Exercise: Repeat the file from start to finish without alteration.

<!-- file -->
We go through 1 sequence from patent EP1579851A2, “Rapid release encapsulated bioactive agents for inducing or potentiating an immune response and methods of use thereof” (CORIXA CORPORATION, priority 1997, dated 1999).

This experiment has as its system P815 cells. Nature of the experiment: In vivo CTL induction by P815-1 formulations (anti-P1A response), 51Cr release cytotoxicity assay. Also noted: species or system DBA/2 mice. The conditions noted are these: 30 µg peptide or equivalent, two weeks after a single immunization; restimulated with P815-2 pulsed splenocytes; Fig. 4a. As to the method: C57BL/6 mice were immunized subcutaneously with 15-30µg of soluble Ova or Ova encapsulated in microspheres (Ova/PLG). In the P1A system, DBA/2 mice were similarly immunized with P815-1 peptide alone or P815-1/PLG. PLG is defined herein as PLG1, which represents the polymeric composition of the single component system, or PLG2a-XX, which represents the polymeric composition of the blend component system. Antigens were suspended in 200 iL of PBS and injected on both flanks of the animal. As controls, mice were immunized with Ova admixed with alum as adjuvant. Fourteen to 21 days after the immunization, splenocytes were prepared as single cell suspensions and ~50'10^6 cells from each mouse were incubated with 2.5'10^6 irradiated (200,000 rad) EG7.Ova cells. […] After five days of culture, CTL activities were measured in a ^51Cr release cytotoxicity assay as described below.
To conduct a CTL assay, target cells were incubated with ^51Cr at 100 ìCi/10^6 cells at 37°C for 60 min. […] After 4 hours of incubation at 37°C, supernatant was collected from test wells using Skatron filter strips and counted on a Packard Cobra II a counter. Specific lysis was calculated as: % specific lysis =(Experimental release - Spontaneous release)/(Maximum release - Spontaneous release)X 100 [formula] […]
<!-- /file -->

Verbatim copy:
We go through 1 sequence from patent EP1579851A2, “Rapid release encapsulated bioactive agents for inducing or potentiating an immune response and methods of use thereof” (CORIXA CORPORATION, priority 1997, dated 1999).

This experiment has as its system P815 cells. Nature of the experiment: In vivo CTL induction by P815-1 formulations (anti-P1A response), 51Cr release cytotoxicity assay. Also noted: species or system DBA/2 mice. The conditions noted are these: 30 µg peptide or equivalent, two weeks after a single immunization; restimulated with P815-2 pulsed splenocytes; Fig. 4a. As to the method: C57BL/6 mice were immunized subcutaneously with 15-30µg of soluble Ova or Ova encapsulated in microspheres (Ova/PLG). In the P1A system, DBA/2 mice were similarly immunized with P815-1 peptide alone or P815-1/PLG. PLG is defined herein as PLG1, which represents the polymeric composition of the single component system, or PLG2a-XX, which represents the polymeric composition of the blend component system. Antigens were suspended in 200 iL of PBS and injected on both flanks of the animal. As controls, mice were immunized with Ova admixed with alum as adjuvant. Fourteen to 21 days after the immunization, splenocytes were prepared as single cell suspensions and ~50'10^6 cells from each mouse were incubated with 2.5'10^6 irradiated (200,000 rad) EG7.Ova cells. […] After five days of culture, CTL activities were measured in a ^51Cr release cytotoxicity assay as described below.
To conduct a CTL assay, target cells were incubated with ^51Cr at 100 ìCi/10^6 cells at 37°C for 60 min. […] After 4 hours of incubation at 37°C, supernatant was collected from test wells using Skatron filter strips and counted on a Packard Cobra II a counter. Specific lysis was calculated as: % specific lysis =(Experimental release - Spontaneous release)/(Maximum release - Spontaneous release)X 100 [formula] […]